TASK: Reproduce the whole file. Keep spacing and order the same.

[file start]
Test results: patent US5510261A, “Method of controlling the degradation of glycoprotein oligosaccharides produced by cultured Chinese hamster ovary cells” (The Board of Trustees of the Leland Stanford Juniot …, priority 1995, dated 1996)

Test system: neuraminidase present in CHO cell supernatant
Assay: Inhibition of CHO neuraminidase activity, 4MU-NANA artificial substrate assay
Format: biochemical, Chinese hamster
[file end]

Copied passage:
Test results: patent US5510261A, “Method of controlling the degradation of glycoprotein oligosaccharides produced by cultured Chinese hamster ovary cells” (The Board of Trustees of the Leland Stanford Juniot …, priority 1995, dated 1996)

Test system: neuraminidase present in CHO cell supernatant
Assay: Inhibition of CHO neuraminidase activity, 4MU-NANA artificial substrate assay
Format: biochemical, Chinese hamster